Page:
gationes, vel potius dispersiones, quse se Christi Ecclesias 
appellant, et sunt inter se divisae atque contraries, et 
unitatis congregation!, quaa vera est Ecclesia ejus, inimicae, 
non quia videntur ejus habere nomen, idcirco pertinent 
ad ejus congregationem. Pertinerent autem, si Spiritus 
Sanctus, in quo consociatur haec congregatio, adversum se 
ipsum divisus esset. Hoc autem quia non est ; (qui enim 
non est cum Christo, contra ipsum est ; et qui cum illo 
non congregat, spargit :) ideo peccatum omne atque omnis 
blasphemia dimittetur hominibus in hac congregatione, 
quam in Spiritu Sancto, et non adversus se ipsum diviso, 
congregat Christus. 



PAGE 40. 
S. IREN. Cont. Heeret. lib. iii. cap. 24. 

In fide nostra, quam perceptam ab Ecclesia custodimus, et 
quse semper a Spiritu Dei, quasi in vase bono eximium 
quoddam depositum juvenescens, et juvenescere faciens 
ipsum vas in quo est. Hoc enim Ecclesiae creditum est 
Dei munus, quemadmodum ad inspirationem plasmationi, 
ad hoc ut omnia membra percipientia vivificentur ; et in 
eo deposita est communicatio Christi, id est, Spiritus 
Sanctus, arrha incorruptelae, et confirmatio fidei nostrse, et 
scala ascensionis ad Deum. In Ecclesia enim, inquit, 
posuit Deus Apostolos, Prophetas, doctores, et universam 
reliquam operationem Spiritus : cujus non sunt participes 
omnes, qui non currunt ad Ecclesiam, sed semetipsos 
fraudant a vita, per sententiam malam, et operationem 
pessimam. Ubi enim Ecclesia, ibi et Spiritus Dei ; et ubi 
Spiritus Dei, illic Ecclesia, et omnis gratia : Spiritus autem 
veritas. Quapropter qui non participant euin, neque a 
mammillis matris nutriuntur in vitam, neque percipiunt de 
corpore Christi procedentem nitidissimum fontem : sed 
effodiunt sibi lacus detritos de fossis terrenis, et de coeno 
putidam bibunt aquam, effugientes fidem Ecclesise, ne tra- 
ducantur ; rejicientes vero Spiritum, ut non erudiantur. 

PAGE 42. 
TERTUL. De Bapt. sect. vi. ed. Rigalt. p. 226. 

Quum autem sub tribus et testatio fidei, et sponsio salutis 
pignerentur, necessario adjicitur Ecclesise mentio : quoniam 


ubi tres, id est Pater et Filius et Spiritus Sanctus, ibi 
Ecclesia, qua? trium corpus est. 

PAGE 42. 
S. AUG. Enchirid. de Fide, etc. cap. 56, torn. vi. p. 217. 

Sic credere nos et in Spiritum Sanctum, ut ilia Trinitas 
compleatur, qua? Deus est ; deinde Sancta commemoratur 
Ecclesia. . . . Rectus itaque Confessionis ordo poscebat, ut 
Trinitati subjungeretur Ecclesia, tamquam habitatori domus 
sua, et Deo templum suum, et conditori civitas sua. 

PAGE 42. 
S. AUG. Sermo in Die Pent. I. torn. v. p. 1090. 

Quod autem est anima corpori hominis, hoc est Spiritus 
Sancti corpori Christi, quod est Ecclesia : hoc agit Spiritus 
Sanctus in tota Ecclesia, quod agit anima in omnibus 
membris unius corporis. Sed videte quid caveatis, videte 
quid observetis, videte quid timeatis. Contingit ut in 
corpore humano, irnmo de corpore aliquod praecidatur mem-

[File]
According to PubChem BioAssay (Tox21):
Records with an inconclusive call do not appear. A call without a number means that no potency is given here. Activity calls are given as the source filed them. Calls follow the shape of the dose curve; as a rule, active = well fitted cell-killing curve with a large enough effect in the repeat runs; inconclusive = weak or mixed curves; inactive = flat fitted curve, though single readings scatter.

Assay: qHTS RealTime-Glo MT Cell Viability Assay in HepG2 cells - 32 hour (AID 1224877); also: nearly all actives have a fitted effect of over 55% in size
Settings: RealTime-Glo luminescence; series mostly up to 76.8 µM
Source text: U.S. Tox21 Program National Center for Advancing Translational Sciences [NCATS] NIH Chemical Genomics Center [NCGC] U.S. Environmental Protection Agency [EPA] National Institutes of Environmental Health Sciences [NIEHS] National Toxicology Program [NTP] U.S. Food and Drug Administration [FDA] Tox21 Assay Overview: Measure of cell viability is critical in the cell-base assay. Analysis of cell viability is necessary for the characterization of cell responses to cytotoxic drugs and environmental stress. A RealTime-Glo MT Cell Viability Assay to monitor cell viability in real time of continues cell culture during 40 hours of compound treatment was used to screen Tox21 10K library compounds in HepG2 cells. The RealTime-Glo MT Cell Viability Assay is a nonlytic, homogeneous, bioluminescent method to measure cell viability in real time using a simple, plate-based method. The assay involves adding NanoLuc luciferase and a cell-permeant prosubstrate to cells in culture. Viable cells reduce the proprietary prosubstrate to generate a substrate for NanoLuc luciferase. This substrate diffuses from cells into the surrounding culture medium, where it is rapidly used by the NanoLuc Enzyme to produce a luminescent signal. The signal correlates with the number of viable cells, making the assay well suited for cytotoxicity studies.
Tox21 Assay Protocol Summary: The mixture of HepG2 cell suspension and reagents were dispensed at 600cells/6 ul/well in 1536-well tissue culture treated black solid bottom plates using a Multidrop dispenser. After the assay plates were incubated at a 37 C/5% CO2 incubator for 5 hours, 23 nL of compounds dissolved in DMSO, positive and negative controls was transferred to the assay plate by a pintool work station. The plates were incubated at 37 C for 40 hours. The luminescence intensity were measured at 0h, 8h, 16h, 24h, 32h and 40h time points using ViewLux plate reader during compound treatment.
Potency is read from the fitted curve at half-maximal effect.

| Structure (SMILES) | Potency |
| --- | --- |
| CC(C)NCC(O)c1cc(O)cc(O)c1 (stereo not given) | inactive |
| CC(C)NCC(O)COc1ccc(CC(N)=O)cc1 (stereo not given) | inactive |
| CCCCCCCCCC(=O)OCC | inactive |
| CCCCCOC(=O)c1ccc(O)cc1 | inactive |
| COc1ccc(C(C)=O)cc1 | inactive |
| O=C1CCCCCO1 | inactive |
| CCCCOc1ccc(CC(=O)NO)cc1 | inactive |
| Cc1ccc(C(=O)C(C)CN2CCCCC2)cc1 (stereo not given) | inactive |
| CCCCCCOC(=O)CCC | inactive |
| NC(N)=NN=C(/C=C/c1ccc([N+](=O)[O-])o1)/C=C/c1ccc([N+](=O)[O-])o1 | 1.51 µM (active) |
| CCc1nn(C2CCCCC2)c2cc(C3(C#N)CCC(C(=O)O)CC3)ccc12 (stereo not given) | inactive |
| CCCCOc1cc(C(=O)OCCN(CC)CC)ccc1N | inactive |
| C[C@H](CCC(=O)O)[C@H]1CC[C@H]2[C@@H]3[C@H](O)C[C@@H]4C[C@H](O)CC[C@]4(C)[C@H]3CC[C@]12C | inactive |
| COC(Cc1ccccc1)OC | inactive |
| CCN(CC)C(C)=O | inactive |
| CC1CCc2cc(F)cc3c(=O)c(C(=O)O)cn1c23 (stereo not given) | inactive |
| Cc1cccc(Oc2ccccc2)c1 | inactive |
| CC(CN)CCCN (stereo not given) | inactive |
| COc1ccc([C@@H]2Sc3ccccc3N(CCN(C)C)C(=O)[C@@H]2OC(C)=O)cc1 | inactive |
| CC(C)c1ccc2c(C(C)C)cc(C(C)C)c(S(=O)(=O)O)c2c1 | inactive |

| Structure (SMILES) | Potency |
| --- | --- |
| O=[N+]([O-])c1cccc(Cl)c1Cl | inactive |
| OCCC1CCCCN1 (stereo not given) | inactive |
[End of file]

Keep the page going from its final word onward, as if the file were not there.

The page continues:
brum, manus, digitus, pes; numquid praecisum sequitur 
anima ? Cum in corpore esset, vivebat ; praBcisum amittit 
vitam. Sic et homo Christianus Catholicus est, dura in 
corpore vivit; prgecisus ha3reticus factus est, membrum 
amputatum non sequitur Spiritus. Si ergo vultis vivere 
de Spiritu Sancto, tenete caritatem, amate veritatem, desi- 
derate unitatem, ut perveniatis ad aeternitatem. 


PAGE 43. 
S. AUG. Sermo in Die Pent. II. torn. v. p. 1091. 

Paulus dicit Apostolus : unum corpus et unus spiritus. 
Membra nostra attendite. Multis membris constitutum 
est corpus, et vegetat membra omnia unus spiritus. Ecce 
humane spiritu, quo sum ego ipse homo, membra omnia 
colligo : impero membris ut moveantur, intendo oculos ad 
videndum, aures ad audiendum, linguam ad loquendum, 
manus ad operandum, pedes ad ambulandum. Officia 
membrorum dispartita sunt, sed unus spiritus continet 
omnia. Multa jubentur, multa fiunt: unus jubet, uni 
servitur. Quod est spiritus noster, id est anima nostra, 
ad membra nostra ; hoc Spiritus Sanctus ad membra 
Christi, ad corpus Christi, quod est Ecclesia. Ideo Apo- 
stolus, cum corpus unum nominasset, ne intelligeremus 
mortuum corpus : Unum inquit corpus. Sed rogo te, 
vivit hoc corpus ? Vivit. Unde ? De uno spiritu. Et 
unus spiritus. 

PAGE 44. 
S. AUG. Sermo in Die Pent. I. torn. v. Append, p. 308. 

Ergo Spiritus Sanctus in hac die ad prasparata sibi 
Apostolorum suorum templa, velut imber sanctificationis 
illapsus est, non jam visitator subitus, sed perpetuus con- 
solator, et habitator geternus. . . Adfuit ergo in hac die 
fidelibus suis non jam per gratiam visitationis et opera- 
tionis, sed per ipsam prsesentiam majestatis : atque in vasa 
non jam odor balsami, sed ipsa substantia sacri defluxit 


unguenti, ex cujus fragrantia latitude totius orbis im- 
pleretur, et appropinquantes ad eorum doctrinam, Dei 
fierent capaces et participes. 

PAGE 44. 
S. AUG. In Psal. xviii. torn. iv. pp. 85, 86. 

Et modo urnis homo in omnibus gentibus linguis omni- 
bus loquitur, unus homo caput et corpus, unus homo 
Christus et Ecclesia, vir perfectus, ille sponsus, ilia sponsa. 
Sed erunt, inquit, duo in came una. 

PAGE 45. 
S. AUG. In Psal. xxx. torn. iv. p. 147. 

Fit ergo tamquam ex duobus una quaedam persona, ex